There’s a lot of talk about innovation, but in practice, we know that actions speak louder than words. Entrepreneurs have gained a daredevil mystique through their high stakes approach to business, which often fails - but can also pay off spectacularly.
Recently told the of his ‘biggest light bulb moment’. He located it very near the beginning of his career, when he realised that the cut-price records he was selling through his struggling youth culture magazine Student actually provided a greater opportunity than the magazine itself. Through this revelation, Student was shelved, and Virgin Records was born.
In fact, the ‘light bulb’ that came on for Branson actually illuminated something that he was already doing. Having tested various other ways to make the magazine profitable and failed, he tried an experiment that turned out to be highly successful and used that prototype to take the next step.
The other key point is that he took a risk. A big one. By shutting down the operation he knew and banking everything on a new idea, Branson paved the way for a brand that would ultimately be defined by the breadth of its portfolio and adventurous spirit.
And there’s one more detail implied by Branson’s story of cross-industry switching: the people who went on the journeys with him. The entrepreneur credits his team for working with him through Virgin’s various adventures, and rightly so. Virgin is not Richard Branson, but an organisation of people who are galvanised by him into following him into the unknown. He’s said of his management style, “if you take care of your employees, your employees will take care of your customers and your customers will take care of your shareholders.” And of starting such a wide portfolio of businesses, he claims that it’s all about hiring the right people, giving them the freedom they need and stepping back. For Branson, disruption is a people skill.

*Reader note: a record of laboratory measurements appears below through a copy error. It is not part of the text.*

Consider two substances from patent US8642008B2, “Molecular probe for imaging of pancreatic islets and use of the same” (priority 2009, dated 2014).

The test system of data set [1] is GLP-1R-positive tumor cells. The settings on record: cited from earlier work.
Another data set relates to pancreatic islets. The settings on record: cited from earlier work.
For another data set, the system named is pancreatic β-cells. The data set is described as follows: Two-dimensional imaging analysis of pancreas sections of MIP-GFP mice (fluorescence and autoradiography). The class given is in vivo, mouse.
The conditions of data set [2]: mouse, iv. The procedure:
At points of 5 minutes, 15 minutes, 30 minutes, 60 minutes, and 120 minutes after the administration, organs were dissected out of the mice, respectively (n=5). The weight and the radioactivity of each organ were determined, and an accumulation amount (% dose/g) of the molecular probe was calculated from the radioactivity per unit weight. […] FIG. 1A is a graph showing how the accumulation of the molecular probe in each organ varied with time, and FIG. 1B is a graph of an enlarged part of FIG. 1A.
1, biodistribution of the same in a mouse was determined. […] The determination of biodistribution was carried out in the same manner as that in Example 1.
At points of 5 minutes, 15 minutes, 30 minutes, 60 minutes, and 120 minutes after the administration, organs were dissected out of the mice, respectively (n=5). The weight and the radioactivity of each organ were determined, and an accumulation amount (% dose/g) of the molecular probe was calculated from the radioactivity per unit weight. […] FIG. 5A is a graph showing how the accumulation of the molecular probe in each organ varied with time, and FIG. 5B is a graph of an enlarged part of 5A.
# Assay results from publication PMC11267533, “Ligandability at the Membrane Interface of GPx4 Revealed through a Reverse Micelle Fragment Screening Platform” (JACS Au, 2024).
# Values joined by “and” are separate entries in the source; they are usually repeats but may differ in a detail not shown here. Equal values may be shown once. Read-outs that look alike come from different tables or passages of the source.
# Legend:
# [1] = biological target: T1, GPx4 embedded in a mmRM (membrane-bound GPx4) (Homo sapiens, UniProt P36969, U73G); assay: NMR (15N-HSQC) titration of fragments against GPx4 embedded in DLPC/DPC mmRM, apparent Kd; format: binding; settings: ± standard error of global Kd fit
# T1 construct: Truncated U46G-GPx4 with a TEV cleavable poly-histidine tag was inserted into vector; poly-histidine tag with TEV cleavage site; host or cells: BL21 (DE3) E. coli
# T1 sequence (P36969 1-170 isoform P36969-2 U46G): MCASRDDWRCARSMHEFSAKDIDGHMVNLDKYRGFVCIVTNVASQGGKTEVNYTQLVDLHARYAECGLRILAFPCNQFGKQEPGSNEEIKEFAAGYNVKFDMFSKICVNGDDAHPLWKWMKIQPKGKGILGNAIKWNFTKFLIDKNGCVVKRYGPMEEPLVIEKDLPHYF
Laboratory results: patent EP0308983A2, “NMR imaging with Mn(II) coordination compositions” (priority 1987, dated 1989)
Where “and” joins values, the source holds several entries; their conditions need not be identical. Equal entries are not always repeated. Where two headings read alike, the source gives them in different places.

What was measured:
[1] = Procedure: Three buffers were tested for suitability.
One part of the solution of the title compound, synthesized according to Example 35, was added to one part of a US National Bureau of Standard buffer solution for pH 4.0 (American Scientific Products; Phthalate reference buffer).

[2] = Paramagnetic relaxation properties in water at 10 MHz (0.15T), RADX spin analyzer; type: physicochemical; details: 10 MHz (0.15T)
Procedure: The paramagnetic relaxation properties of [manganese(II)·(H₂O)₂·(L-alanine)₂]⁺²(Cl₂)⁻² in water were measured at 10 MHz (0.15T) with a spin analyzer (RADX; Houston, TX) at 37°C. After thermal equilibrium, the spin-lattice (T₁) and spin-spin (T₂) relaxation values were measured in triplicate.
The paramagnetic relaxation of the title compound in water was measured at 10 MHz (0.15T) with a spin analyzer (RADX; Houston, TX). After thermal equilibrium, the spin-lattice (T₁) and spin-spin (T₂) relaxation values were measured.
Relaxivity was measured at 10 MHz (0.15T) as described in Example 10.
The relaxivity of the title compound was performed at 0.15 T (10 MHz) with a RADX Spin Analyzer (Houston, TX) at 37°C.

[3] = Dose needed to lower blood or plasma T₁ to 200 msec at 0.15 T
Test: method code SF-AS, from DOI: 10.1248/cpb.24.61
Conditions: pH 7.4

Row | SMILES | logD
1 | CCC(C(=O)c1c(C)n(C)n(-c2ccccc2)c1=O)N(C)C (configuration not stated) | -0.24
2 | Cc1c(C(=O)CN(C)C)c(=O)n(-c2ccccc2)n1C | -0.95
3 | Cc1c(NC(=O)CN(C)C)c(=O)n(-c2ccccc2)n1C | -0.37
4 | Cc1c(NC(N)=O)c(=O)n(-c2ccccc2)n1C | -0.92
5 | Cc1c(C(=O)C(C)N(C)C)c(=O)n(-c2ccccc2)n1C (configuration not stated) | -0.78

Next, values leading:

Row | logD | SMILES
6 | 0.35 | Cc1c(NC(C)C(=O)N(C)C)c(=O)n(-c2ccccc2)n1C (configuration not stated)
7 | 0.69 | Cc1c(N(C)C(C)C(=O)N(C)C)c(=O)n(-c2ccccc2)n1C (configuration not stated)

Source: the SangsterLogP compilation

And it’s not only entrepreneurs who shake things up and agitate to improve their organisations and their industries. Netflix has transformed not just the rental industry, but now also the film production industry. When Google launched Google Maps, it marked the inevitable decline of printed street maps. And new British energy firm is already challenging the “big six” suppliers by publishing the wholesale price that it pays for energy, identifying what it sees as the main issue for consumers that the industry has failed to address - consumer trust.
What behaviours can leaders adopt to agitate and create powerful change? At Potential Squared, we work with leaders across a range of industries to help them innovate for the future. Our second eBook in a series about leadership, change and innovation focusses on how leaders can create habits and drive others to drive for a better future.
You can read the eBook “The Power of the Professional Agitator” here.